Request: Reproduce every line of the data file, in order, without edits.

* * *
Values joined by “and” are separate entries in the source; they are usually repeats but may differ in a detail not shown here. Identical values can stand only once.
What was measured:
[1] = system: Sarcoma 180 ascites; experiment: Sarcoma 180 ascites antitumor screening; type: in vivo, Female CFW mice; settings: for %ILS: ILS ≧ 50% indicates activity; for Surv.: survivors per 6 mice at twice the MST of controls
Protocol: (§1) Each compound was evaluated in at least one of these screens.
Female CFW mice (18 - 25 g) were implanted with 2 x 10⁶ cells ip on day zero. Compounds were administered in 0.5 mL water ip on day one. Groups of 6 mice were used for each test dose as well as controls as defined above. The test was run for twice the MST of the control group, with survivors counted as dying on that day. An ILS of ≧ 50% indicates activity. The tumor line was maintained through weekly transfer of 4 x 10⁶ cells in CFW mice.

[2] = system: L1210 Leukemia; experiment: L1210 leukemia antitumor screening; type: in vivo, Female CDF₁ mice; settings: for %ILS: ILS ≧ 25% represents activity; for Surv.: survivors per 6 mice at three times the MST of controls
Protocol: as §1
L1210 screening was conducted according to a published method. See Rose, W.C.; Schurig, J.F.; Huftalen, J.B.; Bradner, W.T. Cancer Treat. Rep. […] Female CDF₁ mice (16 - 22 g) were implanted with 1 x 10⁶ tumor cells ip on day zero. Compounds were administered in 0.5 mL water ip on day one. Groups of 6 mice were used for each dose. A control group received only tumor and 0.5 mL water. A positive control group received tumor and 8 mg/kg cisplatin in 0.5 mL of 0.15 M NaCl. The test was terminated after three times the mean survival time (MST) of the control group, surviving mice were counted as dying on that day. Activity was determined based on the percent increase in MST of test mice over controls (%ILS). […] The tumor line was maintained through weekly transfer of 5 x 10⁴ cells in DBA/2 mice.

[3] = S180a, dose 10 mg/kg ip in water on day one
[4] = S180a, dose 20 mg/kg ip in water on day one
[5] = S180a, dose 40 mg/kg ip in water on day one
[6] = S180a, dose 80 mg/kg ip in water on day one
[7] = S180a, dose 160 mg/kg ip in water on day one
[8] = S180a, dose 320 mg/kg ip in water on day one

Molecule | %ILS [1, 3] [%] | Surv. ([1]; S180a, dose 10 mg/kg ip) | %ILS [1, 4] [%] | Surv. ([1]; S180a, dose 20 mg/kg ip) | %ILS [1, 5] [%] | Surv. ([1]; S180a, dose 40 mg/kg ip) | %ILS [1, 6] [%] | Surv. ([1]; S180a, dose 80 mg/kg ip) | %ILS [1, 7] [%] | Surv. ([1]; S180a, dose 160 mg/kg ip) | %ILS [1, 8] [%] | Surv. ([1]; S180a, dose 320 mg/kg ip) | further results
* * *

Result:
Values joined by “and” are separate entries in the source; they are usually repeats but may differ in a detail not shown here. Identical values can stand only once.
What was measured:
[1] = system: Sarcoma 180 ascites; experiment: Sarcoma 180 ascites antitumor screening; type: in vivo, Female CFW mice; settings: for %ILS: ILS ≧ 50% indicates activity; for Surv.: survivors per 6 mice at twice the MST of controls
Protocol: (§1) Each compound was evaluated in at least one of these screens.
Female CFW mice (18 - 25 g) were implanted with 2 x 10⁶ cells ip on day zero. Compounds were administered in 0.5 mL water ip on day one. Groups of 6 mice were used for each test dose as well as controls as defined above. The test was run for twice the MST of the control group, with survivors counted as dying on that day. An ILS of ≧ 50% indicates activity. The tumor line was maintained through weekly transfer of 4 x 10⁶ cells in CFW mice.

[2] = system: L1210 Leukemia; experiment: L1210 leukemia antitumor screening; type: in vivo, Female CDF₁ mice; settings: for %ILS: ILS ≧ 25% represents activity; for Surv.: survivors per 6 mice at three times the MST of controls
Protocol: as §1
L1210 screening was conducted according to a published method. See Rose, W.C.; Schurig, J.F.; Huftalen, J.B.; Bradner, W.T. Cancer Treat. Rep. […] Female CDF₁ mice (16 - 22 g) were implanted with 1 x 10⁶ tumor cells ip on day zero. Compounds were administered in 0.5 mL water ip on day one. Groups of 6 mice were used for each dose. A control group received only tumor and 0.5 mL water. A positive control group received tumor and 8 mg/kg cisplatin in 0.5 mL of 0.15 M NaCl. The test was terminated after three times the mean survival time (MST) of the control group, surviving mice were counted as dying on that day. Activity was determined based on the percent increase in MST of test mice over controls (%ILS). […] The tumor line was maintained through weekly transfer of 5 x 10⁴ cells in DBA/2 mice.

[3] = S180a, dose 10 mg/kg ip in water on day one
[4] = S180a, dose 20 mg/kg ip in water on day one
[5] = S180a, dose 40 mg/kg ip in water on day one
[6] = S180a, dose 80 mg/kg ip in water on day one
[7] = S180a, dose 160 mg/kg ip in water on day one
[8] = S180a, dose 320 mg/kg ip in water on day one

Molecule | %ILS [1, 3] [%] | Surv. ([1]; S180a, dose 10 mg/kg ip) | %ILS [1, 4] [%] | Surv. ([1]; S180a, dose 20 mg/kg ip) | %ILS [1, 5] [%] | Surv. ([1]; S180a, dose 40 mg/kg ip) | %ILS [1, 6] [%] | Surv. ([1]; S180a, dose 80 mg/kg ip) | %ILS [1, 7] [%] | Surv. ([1]; S180a, dose 160 mg/kg ip) | %ILS [1, 8] [%] | Surv. ([1]; S180a, dose 320 mg/kg ip) | further results